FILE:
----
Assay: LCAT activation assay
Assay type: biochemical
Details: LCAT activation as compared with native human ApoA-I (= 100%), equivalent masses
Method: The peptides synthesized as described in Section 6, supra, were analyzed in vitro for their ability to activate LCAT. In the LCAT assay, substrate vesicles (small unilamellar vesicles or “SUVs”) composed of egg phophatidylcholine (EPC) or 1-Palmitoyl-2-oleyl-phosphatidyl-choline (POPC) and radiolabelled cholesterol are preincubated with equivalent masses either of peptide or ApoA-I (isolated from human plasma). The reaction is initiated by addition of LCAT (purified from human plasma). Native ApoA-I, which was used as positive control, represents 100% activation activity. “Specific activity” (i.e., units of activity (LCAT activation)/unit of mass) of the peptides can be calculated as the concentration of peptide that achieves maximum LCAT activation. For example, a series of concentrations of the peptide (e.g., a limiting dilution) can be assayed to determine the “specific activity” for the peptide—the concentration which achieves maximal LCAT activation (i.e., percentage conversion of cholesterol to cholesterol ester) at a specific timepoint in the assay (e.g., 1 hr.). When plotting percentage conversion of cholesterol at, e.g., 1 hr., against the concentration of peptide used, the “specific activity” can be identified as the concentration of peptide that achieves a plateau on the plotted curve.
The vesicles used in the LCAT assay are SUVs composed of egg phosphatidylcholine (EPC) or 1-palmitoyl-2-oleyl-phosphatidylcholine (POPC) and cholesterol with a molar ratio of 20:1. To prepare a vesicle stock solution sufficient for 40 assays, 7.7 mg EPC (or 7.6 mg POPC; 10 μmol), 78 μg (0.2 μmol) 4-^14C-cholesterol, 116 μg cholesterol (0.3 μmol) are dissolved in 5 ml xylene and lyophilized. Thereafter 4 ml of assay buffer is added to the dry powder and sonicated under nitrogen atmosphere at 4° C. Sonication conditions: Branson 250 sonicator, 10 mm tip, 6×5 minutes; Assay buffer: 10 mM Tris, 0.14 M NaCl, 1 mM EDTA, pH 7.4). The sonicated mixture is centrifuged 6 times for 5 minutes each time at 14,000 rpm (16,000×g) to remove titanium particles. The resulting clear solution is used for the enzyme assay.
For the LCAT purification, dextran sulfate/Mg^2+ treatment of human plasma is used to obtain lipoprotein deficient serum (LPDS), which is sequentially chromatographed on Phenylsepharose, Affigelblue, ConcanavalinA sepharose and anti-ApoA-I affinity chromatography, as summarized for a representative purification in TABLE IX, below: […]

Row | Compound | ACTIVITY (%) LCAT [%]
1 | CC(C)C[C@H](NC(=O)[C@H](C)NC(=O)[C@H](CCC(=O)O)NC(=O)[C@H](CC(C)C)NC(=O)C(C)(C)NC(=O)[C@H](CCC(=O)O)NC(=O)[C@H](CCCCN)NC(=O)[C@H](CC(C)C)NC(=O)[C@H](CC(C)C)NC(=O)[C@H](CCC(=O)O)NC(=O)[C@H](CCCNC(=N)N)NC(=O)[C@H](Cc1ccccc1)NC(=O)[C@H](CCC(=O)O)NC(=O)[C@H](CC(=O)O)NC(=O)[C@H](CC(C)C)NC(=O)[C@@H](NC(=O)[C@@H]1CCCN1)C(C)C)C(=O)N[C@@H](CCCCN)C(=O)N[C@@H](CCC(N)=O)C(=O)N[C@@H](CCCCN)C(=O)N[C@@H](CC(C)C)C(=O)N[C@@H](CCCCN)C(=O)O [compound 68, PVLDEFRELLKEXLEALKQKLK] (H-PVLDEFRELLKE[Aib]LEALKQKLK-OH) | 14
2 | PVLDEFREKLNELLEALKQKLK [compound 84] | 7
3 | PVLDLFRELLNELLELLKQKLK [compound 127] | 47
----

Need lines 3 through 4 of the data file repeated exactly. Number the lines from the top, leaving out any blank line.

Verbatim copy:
Details: LCAT activation as compared with native human ApoA-I (= 100%), equivalent masses
Method: The peptides synthesized as described in Section 6, supra, were analyzed in vitro for their ability to activate LCAT. In the LCAT assay, substrate vesicles (small unilamellar vesicles or “SUVs”) composed of egg phophatidylcholine (EPC) or 1-Palmitoyl-2-oleyl-phosphatidyl-choline (POPC) and radiolabelled cholesterol are preincubated with equivalent masses either of peptide or ApoA-I (isolated from human plasma). The reaction is initiated by addition of LCAT (purified from human plasma). Native ApoA-I, which was used as positive control, represents 100% activation activity. “Specific activity” (i.e., units of activity (LCAT activation)/unit of mass) of the peptides can be calculated as the concentration of peptide that achieves maximum LCAT activation. For example, a series of concentrations of the peptide (e.g., a limiting dilution) can be assayed to determine the “specific activity” for the peptide—the concentration which achieves maximal LCAT activation (i.e., percentage conversion of cholesterol to cholesterol ester) at a specific timepoint in the assay (e.g., 1 hr.). When plotting percentage conversion of cholesterol at, e.g., 1 hr., against the concentration of peptide used, the “specific activity” can be identified as the concentration of peptide that achieves a plateau on the plotted curve.